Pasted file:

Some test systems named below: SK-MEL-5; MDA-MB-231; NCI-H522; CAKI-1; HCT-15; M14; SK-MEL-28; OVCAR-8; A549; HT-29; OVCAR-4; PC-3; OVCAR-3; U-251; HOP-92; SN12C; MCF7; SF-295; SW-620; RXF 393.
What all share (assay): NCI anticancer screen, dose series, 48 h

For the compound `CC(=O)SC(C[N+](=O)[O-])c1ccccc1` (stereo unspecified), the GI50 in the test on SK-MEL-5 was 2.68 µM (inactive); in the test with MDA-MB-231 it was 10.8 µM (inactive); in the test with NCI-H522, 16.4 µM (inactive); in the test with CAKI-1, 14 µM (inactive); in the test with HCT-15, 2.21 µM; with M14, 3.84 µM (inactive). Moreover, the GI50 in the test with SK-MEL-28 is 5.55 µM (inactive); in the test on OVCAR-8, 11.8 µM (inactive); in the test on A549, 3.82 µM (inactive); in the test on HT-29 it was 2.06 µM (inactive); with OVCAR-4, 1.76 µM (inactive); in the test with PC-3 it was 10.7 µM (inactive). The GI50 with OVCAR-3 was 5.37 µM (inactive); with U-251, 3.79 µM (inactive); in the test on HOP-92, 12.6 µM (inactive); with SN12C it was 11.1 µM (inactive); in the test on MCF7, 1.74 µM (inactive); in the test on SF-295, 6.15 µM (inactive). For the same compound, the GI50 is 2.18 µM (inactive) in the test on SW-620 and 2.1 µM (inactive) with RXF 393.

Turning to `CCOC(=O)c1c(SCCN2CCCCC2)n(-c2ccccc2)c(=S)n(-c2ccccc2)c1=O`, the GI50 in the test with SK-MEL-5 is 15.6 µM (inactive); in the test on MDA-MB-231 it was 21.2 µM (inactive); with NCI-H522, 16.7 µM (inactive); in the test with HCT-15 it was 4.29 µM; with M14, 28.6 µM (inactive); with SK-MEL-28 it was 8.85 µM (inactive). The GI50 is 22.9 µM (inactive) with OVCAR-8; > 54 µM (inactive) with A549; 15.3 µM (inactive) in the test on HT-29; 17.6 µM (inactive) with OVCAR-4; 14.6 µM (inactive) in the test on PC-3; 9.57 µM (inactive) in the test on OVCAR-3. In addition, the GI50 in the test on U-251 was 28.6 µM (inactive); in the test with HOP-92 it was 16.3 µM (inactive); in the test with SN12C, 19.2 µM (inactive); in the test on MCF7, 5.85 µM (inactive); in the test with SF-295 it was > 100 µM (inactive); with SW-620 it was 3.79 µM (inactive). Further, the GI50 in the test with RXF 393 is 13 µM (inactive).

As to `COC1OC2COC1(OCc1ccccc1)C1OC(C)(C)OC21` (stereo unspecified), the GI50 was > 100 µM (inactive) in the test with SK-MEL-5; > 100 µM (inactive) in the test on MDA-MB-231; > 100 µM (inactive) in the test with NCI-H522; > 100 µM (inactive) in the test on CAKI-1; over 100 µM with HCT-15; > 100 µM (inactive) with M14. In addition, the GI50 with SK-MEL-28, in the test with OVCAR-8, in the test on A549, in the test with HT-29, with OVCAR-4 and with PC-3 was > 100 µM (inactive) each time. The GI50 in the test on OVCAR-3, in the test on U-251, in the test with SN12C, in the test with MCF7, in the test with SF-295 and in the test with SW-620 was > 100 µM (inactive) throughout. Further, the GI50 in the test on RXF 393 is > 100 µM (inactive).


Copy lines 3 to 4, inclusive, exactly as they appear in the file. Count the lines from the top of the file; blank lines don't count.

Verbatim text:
For the compound `CC(=O)SC(C[N+](=O)[O-])c1ccccc1` (stereo unspecified), the GI50 in the test on SK-MEL-5 was 2.68 µM (inactive); in the test with MDA-MB-231 it was 10.8 µM (inactive); in the test with NCI-H522, 16.4 µM (inactive); in the test with CAKI-1, 14 µM (inactive); in the test with HCT-15, 2.21 µM; with M14, 3.84 µM (inactive). Moreover, the GI50 in the test with SK-MEL-28 is 5.55 µM (inactive); in the test on OVCAR-8, 11.8 µM (inactive); in the test on A549, 3.82 µM (inactive); in the test on HT-29 it was 2.06 µM (inactive); with OVCAR-4, 1.76 µM (inactive); in the test with PC-3 it was 10.7 µM (inactive). The GI50 with OVCAR-3 was 5.37 µM (inactive); with U-251, 3.79 µM (inactive); in the test on HOP-92, 12.6 µM (inactive); with SN12C it was 11.1 µM (inactive); in the test on MCF7, 1.74 µM (inactive); in the test on SF-295, 6.15 µM (inactive). For the same compound, the GI50 is 2.18 µM (inactive) in the test on SW-620 and 2.1 µM (inactive) with RXF 393.

Turning to `CCOC(=O)c1c(SCCN2CCCCC2)n(-c2ccccc2)c(=S)n(-c2ccccc2)c1=O`, the GI50 in the test with SK-MEL-5 is 15.6 µM (inactive); in the test on MDA-MB-231 it was 21.2 µM (inactive); with NCI-H522, 16.7 µM (inactive); in the test with HCT-15 it was 4.29 µM; with M14, 28.6 µM (inactive); with SK-MEL-28 it was 8.85 µM (inactive). The GI50 is 22.9 µM (inactive) with OVCAR-8; > 54 µM (inactive) with A549; 15.3 µM (inactive) in the test on HT-29; 17.6 µM (inactive) with OVCAR-4; 14.6 µM (inactive) in the test on PC-3; 9.57 µM (inactive) in the test on OVCAR-3. In addition, the GI50 in the test on U-251 was 28.6 µM (inactive); in the test with HOP-92 it was 16.3 µM (inactive); in the test with SN12C, 19.2 µM (inactive); in the test on MCF7, 5.85 µM (inactive); in the test with SF-295 it was > 100 µM (inactive); with SW-620 it was 3.79 µM (inactive). Further, the GI50 in the test with RXF 393 is 13 µM (inactive).